Printing and recording underwent many changes over centuries. Mankind has always wanted to retain what they experience. Habitually, the human being has always wished to record events a trait that was even practiced by the troglodyte. The Paleolithic age saw carvings that remind us of our originality and the need to not just memorize, write and learn but more than that spread knowledge. They willfully dissipated their cognizance to communicate better and develop an ameliorated understanding to what lay around them.
The earliest form of printing was the IClay – it is deemed as the world’s oldest and first tablet reproduced by the Sumerians. The Sumerians, the first urban civilization, flourished in the historical arena of Southern Mesopotamia (present day Southern Iraq). Their purpose to ‘document’ data was to invent writing for the advancement of language. Round cylinder seals were made to roll impressions on to clay tablets. By AD 868 the Diamond Sutra was the earliest and first printed book to be published in the world. Dated back to May 11, 868, and belonging to the to the T’ang dynasty the scroll is about 16 feet in length and a foot in height and was accidentally discovered in a cave at Dunhuang in the early 19th century.
Type characters using cast metal were being used for printing in Japan and China in the year 1397 AD. The American mainstay Bed & Platen printing was invented by Daniel Treadwell, who obtained a patent for the model. Subsequently, in 1832 Hoe’s Cylindrical-Bed Press was invented by Richard Hoe that was faster than its predecessors. A patent had already been filed by William Nicholson in 1790 for a rotary press for which in 1844 Richard Hoe invented the drum that replaced all the earlier designs. William Bullock, also an American inventor, improvised Richard Hoe’s Rotary Printing Press and revolutionized the printing industry. He combined speed and efficiency into print production by placing continuous and large rolls of paper into curved stereotype plates built for the purpose.
Johannes Gutenberg’s invention changed the face of mass communication, which took a turn for the better marking the Western Culture’s need to distribute views, ideas and information obtained from a single source to large sets of audiences. It was a meticulous combination of culture, social, psychological, political and technological forces that had unraveled over several centuries giving birth to mass communication. Gutenberg was a goldsmith and a business man who even borrowed money to address the printing gridlock. A wave of change swept across Europe swiftly, beginning in the 1450s that led to a strong desire of documentation with the rapid the expansion of trade and economy. In 1889, a Linotype/Monotype machine was invented in Gutenberg’s workshop that could easily print complete set of lines. Between 1906 and 1911 the Monotype and Linotype designs were integrated into the keyboard of a typewriter. Chester Carlson in 1938 invented a process that could print images by using a dry toner powder combined with an electrically-charged drum. Xerox’s originally known as ‘xerography’, adopted the dry printing technology. Remington-Rand developed the first high-speed printer in 1953 that was used on the Univac or Universal Automatic Computer. Around the same time, Daisy S. Lee of Diablo Data invented the Daisy Wheel Printer, which was a form of impact printing technology. It worked on the same fundamentals as the ball-head typewriter.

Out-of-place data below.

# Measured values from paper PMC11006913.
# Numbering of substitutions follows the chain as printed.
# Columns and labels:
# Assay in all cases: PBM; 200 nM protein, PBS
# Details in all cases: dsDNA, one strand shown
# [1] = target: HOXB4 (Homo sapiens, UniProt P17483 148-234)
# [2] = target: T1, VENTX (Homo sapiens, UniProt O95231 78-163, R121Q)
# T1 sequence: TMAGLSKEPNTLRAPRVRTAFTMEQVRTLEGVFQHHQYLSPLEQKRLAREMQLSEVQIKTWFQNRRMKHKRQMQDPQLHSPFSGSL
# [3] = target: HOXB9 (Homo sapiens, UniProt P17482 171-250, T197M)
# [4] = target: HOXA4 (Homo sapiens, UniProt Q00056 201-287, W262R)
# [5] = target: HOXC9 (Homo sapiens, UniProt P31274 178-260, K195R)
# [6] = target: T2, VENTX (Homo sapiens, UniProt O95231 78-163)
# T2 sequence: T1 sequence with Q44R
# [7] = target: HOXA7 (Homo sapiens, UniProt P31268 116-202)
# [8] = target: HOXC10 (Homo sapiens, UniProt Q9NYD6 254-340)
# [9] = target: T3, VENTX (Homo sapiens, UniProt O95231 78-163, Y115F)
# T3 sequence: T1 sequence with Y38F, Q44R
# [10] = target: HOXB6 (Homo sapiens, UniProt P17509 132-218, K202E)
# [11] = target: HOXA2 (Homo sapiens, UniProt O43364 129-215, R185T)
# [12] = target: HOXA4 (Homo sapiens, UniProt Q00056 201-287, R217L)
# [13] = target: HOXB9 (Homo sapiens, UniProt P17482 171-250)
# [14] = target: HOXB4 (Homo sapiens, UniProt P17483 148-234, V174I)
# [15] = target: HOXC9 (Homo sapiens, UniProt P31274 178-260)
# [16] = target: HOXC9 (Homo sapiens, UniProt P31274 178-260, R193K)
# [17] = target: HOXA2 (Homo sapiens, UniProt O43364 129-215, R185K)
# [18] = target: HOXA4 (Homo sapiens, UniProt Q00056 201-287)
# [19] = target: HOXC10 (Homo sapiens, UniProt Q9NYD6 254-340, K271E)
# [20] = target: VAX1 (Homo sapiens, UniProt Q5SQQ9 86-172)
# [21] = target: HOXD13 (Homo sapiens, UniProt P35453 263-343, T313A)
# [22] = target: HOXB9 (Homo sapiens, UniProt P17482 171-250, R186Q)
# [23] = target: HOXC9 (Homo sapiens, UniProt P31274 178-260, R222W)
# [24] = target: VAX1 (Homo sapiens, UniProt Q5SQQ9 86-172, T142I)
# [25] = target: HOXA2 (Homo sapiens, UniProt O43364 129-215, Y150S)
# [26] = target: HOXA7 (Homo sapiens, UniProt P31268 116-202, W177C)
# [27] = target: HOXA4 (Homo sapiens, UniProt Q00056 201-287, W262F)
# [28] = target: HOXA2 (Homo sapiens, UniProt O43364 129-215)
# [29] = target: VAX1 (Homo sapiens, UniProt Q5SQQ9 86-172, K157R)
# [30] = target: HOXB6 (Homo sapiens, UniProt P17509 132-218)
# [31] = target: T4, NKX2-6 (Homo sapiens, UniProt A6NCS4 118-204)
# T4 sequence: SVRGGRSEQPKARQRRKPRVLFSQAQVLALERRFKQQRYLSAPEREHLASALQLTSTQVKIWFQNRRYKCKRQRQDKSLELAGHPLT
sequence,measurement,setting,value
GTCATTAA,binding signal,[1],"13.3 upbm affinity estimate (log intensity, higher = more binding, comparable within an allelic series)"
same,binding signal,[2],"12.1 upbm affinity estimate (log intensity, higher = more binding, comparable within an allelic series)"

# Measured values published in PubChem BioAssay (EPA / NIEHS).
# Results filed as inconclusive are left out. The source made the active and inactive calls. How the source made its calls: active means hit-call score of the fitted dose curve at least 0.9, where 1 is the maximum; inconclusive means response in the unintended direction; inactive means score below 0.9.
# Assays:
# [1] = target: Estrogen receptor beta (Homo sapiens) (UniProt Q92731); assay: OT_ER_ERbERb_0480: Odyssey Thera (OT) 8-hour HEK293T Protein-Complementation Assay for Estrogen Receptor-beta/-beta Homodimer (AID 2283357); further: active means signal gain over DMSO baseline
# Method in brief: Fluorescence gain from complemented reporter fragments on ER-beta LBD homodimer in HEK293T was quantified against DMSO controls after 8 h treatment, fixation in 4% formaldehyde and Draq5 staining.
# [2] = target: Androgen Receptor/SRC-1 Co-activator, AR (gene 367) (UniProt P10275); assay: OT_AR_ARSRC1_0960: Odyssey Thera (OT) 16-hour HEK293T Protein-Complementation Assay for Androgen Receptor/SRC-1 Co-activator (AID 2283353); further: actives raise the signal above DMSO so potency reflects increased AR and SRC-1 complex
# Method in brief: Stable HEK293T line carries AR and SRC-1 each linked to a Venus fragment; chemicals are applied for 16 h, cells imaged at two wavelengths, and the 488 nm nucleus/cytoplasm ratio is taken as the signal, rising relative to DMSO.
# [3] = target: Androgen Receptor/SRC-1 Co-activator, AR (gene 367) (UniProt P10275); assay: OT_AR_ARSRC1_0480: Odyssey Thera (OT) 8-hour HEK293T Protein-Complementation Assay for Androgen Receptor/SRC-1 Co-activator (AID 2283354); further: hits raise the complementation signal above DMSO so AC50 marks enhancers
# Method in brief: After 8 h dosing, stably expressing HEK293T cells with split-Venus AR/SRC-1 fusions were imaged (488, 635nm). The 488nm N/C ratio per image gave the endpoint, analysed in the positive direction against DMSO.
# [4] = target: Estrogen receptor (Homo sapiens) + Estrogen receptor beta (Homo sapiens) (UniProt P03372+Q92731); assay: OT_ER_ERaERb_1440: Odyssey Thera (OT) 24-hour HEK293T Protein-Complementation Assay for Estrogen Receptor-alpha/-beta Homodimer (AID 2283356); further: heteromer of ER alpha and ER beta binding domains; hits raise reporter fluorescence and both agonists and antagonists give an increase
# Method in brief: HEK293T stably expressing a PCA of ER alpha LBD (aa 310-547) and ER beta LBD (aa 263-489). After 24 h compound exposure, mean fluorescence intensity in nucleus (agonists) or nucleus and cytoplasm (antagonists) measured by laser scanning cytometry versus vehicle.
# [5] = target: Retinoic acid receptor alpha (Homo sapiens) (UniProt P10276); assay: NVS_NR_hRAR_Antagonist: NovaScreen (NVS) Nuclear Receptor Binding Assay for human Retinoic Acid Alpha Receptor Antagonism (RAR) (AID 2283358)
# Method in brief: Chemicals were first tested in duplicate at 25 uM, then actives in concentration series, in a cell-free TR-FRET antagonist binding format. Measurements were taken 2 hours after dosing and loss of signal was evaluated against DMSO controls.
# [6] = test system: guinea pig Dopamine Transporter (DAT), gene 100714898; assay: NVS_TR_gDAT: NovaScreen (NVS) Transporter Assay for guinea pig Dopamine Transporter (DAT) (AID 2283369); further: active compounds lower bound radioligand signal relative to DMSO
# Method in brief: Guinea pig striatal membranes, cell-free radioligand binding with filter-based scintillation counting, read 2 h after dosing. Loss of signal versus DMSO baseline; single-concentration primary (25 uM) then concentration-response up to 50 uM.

By 1970, print technology gained predominance and the LA30, one of the first Dot Matrix printers was manufactured by Digital Equipment Corporation. Dots replaced whole keys to print characters on paper. In 1971, Gary Starkweather invented the first laser printer EARS (Ethernet Alto Research Character generator Scanned laser output terminal) within just a few months that he had joined PARC. It worked on the same lines of the Xerox Copier Technology but additionally utilized a laser beam. In 1984, the first HP LaserJet entered the market to be the first desktop laser printer ever. In 1988, the first inkjet printer was invented that provided high-quality and continuous plain-paper printing. Smart inkjet printers revolutionized printing as we know it today.
Between 2003 and 2009, the digital era unfolded bringing along with it a rapid progress in printing technology. Zoho Corp bestowed the world with 3D printing also known as Additive Manufacturing. In the same year, The Eastman Kodak Company (popularly known to the world as Kodak) introduced the first Printer-And-Camera-Dock and the Easy Share Printer. Users could insert their cameras into a device provided to them and that could enable printing of photos. Epson went a step ahead in the same year by granting humanity the freedom of portability by introducing wireless printers. Finally, in the year 2009, color print outputs were produced by Xerox with the help of the Colorqube Technology that made the world colorful. The future is definitely bright for printing technology with the advent of a range of devices that turn digital 3D models into solid objects.
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